With under a week to go before Canadians head to the polls, NDP Leader Jagmeet Singh shook things up by saying his party would “absolutely” consider forming a coalition with other parties to ensure Conservative Leader Andrew Scheer does not become prime minister.
“We’re not going to support a Conservative government,” Singh said during a campaign event in B.C. on Sunday. “We’re going to fight a Conservative government, we’re going to fight it all the way. We’re ready to do whatever it takes.”
Last week, Singh laid out the six conditions he would require in order to support a minority government, including climate change action, national pharmacare, interest-free student loans, cuts to cellphone bills and investments in affordable housing as well as a new tax on the “ultra-rich.”
However, despite his initial comments, Singh appeared to be walking back his offer to form a coalition government on Monday, saying his “focus is not on a coalition.”
“I’m not negotiating the future today,” he said during a campaign event in Vancouver. “Today, I’m telling Canadians what they can do, and what they can do is this: if you vote for a New Democrat, you know our priorities and where we stand.”
But when asked by reporters on Tuesday if he regretted mentioning the possibility of a coalition, he said: “Not at all.”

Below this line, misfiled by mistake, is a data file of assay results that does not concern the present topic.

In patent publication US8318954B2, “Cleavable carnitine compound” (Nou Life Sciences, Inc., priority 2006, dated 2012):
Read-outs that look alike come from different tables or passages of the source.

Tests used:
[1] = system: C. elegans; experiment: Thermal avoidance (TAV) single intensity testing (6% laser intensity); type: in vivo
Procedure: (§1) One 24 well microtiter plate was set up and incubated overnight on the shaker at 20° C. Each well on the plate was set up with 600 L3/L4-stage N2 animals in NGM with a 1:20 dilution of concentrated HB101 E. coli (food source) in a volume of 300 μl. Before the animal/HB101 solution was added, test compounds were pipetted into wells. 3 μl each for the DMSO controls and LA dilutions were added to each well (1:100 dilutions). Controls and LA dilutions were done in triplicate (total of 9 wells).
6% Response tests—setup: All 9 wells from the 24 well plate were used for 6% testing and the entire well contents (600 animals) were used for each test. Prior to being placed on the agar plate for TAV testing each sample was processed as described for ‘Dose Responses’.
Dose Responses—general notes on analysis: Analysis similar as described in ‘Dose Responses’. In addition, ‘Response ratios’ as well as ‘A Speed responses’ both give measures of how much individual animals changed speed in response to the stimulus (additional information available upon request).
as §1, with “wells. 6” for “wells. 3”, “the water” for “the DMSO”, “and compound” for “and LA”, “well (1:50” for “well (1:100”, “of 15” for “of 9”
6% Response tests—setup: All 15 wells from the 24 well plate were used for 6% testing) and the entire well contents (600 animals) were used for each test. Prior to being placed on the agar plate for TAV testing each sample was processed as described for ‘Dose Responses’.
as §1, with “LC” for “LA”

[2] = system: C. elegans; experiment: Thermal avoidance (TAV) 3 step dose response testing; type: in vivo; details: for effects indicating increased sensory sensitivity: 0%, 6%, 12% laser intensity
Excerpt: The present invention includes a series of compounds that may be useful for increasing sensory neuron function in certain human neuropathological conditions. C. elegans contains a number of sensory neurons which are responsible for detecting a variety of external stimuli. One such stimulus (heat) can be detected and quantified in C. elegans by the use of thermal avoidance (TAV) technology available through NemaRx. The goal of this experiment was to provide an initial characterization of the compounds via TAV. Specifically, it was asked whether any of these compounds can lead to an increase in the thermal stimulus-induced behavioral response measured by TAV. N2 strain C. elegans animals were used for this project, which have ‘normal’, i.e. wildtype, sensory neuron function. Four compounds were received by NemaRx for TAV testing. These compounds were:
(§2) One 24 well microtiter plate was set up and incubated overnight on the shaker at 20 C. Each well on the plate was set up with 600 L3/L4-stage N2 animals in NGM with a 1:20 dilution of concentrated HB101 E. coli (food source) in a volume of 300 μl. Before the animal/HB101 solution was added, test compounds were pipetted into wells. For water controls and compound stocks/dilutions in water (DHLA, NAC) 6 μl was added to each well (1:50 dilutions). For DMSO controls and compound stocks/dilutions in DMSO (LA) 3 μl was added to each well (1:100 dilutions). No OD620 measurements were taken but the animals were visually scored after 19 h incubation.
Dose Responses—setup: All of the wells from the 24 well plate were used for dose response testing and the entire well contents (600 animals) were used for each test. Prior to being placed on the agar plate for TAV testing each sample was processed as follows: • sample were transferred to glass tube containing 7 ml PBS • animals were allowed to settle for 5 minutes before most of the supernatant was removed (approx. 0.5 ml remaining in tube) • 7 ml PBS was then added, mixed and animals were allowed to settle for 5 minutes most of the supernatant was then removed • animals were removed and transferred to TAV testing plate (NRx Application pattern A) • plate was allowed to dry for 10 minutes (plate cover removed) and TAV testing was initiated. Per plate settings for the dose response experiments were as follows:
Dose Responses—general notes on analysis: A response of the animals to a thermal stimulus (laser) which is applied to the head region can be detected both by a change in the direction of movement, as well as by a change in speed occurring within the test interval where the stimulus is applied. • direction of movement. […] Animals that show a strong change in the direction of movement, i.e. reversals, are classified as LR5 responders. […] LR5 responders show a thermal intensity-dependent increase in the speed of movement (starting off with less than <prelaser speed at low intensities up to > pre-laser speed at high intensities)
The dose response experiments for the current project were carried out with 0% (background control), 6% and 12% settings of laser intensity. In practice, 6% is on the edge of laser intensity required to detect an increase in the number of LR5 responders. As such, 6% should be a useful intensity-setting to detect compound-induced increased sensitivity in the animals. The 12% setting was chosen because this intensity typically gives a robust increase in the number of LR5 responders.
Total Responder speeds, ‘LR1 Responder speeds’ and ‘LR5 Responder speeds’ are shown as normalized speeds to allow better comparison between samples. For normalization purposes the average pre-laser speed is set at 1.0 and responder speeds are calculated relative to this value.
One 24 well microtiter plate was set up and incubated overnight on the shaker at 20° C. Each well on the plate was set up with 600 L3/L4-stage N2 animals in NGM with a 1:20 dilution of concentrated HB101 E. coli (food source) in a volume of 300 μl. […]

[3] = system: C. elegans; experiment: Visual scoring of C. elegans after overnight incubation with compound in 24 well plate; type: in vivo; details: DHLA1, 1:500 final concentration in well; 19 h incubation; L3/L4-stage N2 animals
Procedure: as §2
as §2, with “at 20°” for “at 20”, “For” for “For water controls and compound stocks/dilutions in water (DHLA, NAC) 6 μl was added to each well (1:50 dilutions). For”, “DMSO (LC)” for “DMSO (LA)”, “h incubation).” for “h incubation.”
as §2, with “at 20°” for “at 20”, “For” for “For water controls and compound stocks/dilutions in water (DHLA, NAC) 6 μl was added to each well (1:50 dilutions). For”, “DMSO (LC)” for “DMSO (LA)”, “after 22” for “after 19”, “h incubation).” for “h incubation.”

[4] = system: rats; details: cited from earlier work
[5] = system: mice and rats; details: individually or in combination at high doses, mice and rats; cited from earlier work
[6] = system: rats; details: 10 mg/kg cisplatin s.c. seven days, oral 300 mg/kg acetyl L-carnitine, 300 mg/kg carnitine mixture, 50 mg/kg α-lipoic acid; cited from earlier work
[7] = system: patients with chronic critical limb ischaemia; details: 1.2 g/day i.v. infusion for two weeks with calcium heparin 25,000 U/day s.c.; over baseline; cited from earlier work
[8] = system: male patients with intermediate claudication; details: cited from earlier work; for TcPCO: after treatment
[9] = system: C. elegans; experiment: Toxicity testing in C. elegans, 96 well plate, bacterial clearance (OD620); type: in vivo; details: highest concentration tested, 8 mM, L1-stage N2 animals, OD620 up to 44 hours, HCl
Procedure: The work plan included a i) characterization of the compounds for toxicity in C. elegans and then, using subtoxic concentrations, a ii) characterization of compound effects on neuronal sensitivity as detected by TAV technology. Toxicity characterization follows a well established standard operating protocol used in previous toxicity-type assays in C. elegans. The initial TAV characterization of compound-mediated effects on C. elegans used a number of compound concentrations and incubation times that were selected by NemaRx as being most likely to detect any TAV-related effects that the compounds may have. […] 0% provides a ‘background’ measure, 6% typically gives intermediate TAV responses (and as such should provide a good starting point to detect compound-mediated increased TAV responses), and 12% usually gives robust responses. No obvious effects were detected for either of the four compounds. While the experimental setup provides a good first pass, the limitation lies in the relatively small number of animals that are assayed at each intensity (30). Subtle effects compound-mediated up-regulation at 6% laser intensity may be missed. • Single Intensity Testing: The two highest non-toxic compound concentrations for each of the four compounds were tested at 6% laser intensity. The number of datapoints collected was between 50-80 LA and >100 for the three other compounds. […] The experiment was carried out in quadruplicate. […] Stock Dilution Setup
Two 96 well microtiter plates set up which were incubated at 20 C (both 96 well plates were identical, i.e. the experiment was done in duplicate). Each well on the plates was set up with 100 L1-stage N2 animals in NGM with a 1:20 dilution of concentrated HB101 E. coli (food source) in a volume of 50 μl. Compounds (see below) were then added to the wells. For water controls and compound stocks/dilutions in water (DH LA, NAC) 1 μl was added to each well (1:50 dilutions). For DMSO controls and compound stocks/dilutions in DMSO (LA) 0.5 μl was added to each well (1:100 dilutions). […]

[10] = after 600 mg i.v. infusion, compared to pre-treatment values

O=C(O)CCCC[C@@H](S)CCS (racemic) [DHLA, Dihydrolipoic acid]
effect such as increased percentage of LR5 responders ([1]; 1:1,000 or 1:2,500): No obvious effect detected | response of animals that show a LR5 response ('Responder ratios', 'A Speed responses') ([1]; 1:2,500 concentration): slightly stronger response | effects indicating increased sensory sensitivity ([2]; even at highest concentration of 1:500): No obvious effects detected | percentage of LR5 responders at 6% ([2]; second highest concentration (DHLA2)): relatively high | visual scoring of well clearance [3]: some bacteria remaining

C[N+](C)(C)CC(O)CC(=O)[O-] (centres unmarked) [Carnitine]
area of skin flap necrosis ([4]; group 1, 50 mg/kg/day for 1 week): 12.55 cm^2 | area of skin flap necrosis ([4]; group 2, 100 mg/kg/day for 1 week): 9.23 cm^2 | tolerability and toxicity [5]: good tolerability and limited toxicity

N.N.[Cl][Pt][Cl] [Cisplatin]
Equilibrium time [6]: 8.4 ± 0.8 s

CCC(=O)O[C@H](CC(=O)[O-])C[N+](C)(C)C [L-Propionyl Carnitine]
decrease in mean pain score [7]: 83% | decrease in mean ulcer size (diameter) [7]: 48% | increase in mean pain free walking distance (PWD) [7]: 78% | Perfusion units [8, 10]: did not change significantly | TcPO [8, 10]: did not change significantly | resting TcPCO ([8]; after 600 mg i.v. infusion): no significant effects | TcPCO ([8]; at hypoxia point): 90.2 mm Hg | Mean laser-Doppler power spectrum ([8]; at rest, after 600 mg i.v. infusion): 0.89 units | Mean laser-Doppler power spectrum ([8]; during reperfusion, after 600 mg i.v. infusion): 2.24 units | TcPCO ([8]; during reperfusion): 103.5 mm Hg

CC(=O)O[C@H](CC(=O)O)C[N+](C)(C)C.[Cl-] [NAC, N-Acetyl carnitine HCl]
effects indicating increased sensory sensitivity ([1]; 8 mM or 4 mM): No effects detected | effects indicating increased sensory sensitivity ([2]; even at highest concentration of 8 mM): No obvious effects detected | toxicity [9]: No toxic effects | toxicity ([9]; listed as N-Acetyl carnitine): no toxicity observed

“I’m ready to fight Conservatives no matter what and however I can,” he said. “I think Canadians want that.”
What, exactly, is a coalition government, and what would it look like in Canada?
Here’s what you need to know:
What is a coalition government?
A coalition government is created when two or more political parties work together to form a temporary alliance large enough to achieve a majority and gain the confidence of Parliament, ultimately allowing them to form government and pass legislation.
Coalition governments occur when a party wins an election with only a minority of seats in the legislature. They are often formed during tumultuous times, such as those involving political turmoil or war.
According to Anna Esselment, associate professor of political science at the University of Waterloo, they are common in places that operate under a proportional representation electoral system because it is difficult for one party to win a majority of seats.
In a typical coalition government, Esselment says each party is represented in cabinet and is given power.
“If it were the case in Canada of a coalition government between the NDP and the Liberals, that would mean that Justin Trudeau would be the prime minister and Jagmeet Singh would be in cabinet as the deputy prime minister, and there would be NDP MPs who are in cabinet with the Liberals,” she explained.
According to Richard Johnston, a professor of political science at the University of British Columbia and Canada Research Chair in public opinion, elections and representation, if a coalition were to form, the Liberals would hand some portfolios over to the NDP.
“Although the New Democrats would not caucus with Liberals, they would be joined at the hip to them in a way that they are not normally,” he explained.
Could a coalition government happen?
According to Esselment, coalitions are a rarity in Canada because Canadians are more “comfortable” with a one-party system.
“Canadians tend to like one party in power, and they’re comfortable with having a minority government, even if it only lasts … on average, we see them last about two years,” Esselment said. “And I think the parties are more comfortable that way, too.”